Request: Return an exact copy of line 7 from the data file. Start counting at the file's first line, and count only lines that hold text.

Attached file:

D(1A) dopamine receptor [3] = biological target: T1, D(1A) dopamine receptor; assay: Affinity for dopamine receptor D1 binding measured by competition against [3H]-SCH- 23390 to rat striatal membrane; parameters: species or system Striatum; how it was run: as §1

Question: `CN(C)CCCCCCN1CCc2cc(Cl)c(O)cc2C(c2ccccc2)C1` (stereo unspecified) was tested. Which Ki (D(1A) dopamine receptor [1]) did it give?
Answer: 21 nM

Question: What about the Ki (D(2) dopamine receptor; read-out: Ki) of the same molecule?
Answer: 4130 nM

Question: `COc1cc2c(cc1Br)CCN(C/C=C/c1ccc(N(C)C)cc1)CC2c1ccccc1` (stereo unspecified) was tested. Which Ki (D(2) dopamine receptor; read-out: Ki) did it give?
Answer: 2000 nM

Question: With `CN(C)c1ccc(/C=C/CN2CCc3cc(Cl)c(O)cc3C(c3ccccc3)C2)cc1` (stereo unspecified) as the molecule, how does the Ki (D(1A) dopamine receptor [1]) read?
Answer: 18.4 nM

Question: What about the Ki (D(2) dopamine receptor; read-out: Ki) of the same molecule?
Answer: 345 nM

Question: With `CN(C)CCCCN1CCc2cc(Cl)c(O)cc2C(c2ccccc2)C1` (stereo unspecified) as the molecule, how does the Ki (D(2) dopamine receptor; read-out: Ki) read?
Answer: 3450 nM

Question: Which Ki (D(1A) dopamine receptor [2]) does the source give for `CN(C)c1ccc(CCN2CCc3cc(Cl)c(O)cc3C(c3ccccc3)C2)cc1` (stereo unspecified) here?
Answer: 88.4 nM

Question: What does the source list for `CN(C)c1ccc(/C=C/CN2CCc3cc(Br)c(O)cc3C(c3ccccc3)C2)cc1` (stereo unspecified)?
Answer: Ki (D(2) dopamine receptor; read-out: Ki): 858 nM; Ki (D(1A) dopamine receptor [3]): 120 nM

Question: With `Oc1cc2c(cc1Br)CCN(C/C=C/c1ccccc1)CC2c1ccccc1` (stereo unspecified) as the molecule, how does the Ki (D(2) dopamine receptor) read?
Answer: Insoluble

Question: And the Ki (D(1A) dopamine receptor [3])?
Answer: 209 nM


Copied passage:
Answer: 2000 nM